Michael A. Memoli, LA Times
Rick Santorum on Monday wore his angry tirade against the media Sunday as a badge of honor, joking that his use of a curse word in an exchange with a New York Times reporter showed he’s “a real Republican.”
Speaking on Fox News Channel this morning, Santorum claimed he was being harassed when he said it was “bull—-” how Times reporter Jeff Zeleny was, in his view, distorting his comments during a campaign rally in Wisconsin while discussing healthcare reform.
At a campaign rally in Wisconsin, which holds the next big GOP primary a week from Tuesday, the former Pennsylvania senator had said that Mitt Romney “is the worst Republican in the country to put up against Barack Obama” on the issue.
As Santorum was greeting supporters after, Zeleny put this question to him: “You said that Mitt Romney is the worst Republican in the country. Is that true?
“What speech did you listen to?” an incredulous Santorum fired back.
After Zeleny him again, Santorum jabbed his finger in Zeleny’s direction as he urged him to “stop lying.” Romney is the “worst” on healthcare reform “because he fashioned the blueprint.”
“I’ve been saying it in every speech. Quit distorting my words. If I see it, it’s bull—-. C’mon man, what are you doing?” he said.
Clearly riled, Santorum continued to shake his head and glare at Zeleny even as he interacted with voters along the rope-line.
“What are you guys in the business of doing, reporting the truth? Or are you here to try and spin and make news? Stop it,” he said.
This morning, a more jovial Santorum laughed the incident off while speaking with the crew on “Fox and Friends” on Fox News Channel.
“If you haven’t cursed out a New York Times reporter during the course of a campaign, you’re not really a real Republican is the way I look at it,” Santorum said.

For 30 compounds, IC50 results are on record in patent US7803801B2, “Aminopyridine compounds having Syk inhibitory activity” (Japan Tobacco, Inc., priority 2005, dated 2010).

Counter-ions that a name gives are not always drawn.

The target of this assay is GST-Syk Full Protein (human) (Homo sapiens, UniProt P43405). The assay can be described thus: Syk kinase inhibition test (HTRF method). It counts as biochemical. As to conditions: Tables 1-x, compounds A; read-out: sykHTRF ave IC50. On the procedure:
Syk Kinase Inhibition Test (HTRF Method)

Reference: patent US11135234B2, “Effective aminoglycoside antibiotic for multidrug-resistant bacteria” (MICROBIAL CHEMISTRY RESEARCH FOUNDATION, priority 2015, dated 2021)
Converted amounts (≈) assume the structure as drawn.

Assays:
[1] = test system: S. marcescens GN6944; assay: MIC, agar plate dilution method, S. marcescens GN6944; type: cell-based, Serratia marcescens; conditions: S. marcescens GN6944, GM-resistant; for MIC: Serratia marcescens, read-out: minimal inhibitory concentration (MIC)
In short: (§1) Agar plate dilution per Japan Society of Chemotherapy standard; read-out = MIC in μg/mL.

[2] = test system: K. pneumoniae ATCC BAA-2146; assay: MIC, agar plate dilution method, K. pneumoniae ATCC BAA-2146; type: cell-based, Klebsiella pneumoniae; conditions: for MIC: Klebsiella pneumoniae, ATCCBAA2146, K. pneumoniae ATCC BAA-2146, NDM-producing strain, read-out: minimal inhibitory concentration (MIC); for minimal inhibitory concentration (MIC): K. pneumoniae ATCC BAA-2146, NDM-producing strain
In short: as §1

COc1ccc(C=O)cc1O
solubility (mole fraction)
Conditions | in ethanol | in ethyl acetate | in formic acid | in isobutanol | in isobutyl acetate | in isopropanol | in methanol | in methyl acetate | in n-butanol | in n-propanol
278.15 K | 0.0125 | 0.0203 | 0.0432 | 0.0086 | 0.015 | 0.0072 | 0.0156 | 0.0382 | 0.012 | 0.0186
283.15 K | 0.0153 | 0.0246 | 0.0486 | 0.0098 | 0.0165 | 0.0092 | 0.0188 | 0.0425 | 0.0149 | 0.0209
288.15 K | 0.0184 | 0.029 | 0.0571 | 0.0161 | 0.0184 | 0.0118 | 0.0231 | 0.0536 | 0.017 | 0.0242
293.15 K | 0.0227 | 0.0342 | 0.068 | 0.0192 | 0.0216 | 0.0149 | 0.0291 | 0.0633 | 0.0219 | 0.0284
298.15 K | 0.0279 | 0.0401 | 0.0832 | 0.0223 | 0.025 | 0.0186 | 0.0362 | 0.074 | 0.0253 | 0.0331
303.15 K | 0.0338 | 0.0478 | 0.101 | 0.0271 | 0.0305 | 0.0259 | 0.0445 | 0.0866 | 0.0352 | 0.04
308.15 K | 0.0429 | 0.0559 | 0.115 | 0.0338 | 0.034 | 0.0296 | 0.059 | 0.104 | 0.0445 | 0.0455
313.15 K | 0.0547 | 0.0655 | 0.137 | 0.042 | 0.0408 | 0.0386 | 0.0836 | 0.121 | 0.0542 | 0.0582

“It was just one of these harassing moments. After having answered the question a few times, he sort of comes back with the same old question, the same old spin, I just said, I’ve had enough of this you-know-what.”
The Romney campaign, one week after the “Etch-A-Sketch” storyline blotted out what should have been a favorable news cycle for them, has now seized on the Santorum tirade. One Romney aide called it “angry” and flailing” — a “Tantorum.”
Romney’s team certainly has an incentive to push the idea that Santorum is feeling the heat, as it seeks to rally the party behind the former Massachusetts governor in hopes of bringing the internecine battle to an end.
And more leading conservatives are coming around to Romney. Al Cardenas, the chair of the American Conservative Union, writes in an op-ed for the Daily Caller that “it’s time to unite behind a worthy presidential candidate, build our organization and raise the resources necessary to defeat the liberal electoral machine.”
The endorsement from Cardenas, who also supported Romney in 2008, is as much about the reality of the GOP race as it is about Romney’s credentials. Cardenas writes that it’s clear that neither Santorum, Newt Gingrich nor Ron Paul could win enough delegates to claim the nomination, so their only path is a “contested, anarchic floor fight just weeks before Americans vote.”
Romney, he adds, is an “honorable, worthy, competent, conservative candidate.”
Also endorsing Romney today are California Rep. Kevin McCarthy, the third-ranking Republican in Congress, and Sen. Mike Lee of Utah, a tea party favorite who unseated fellow Republican Robert Bennett in 2010.
Lee said Romney is the one candidate who will be able to win in November and implement policies that “conservatives like me have been fighting for.”
Here’s the CBS video of Santorum’s exchange with Zeleny, followed by a transcript, and Santorum’s comments this morning on Fox News Channel.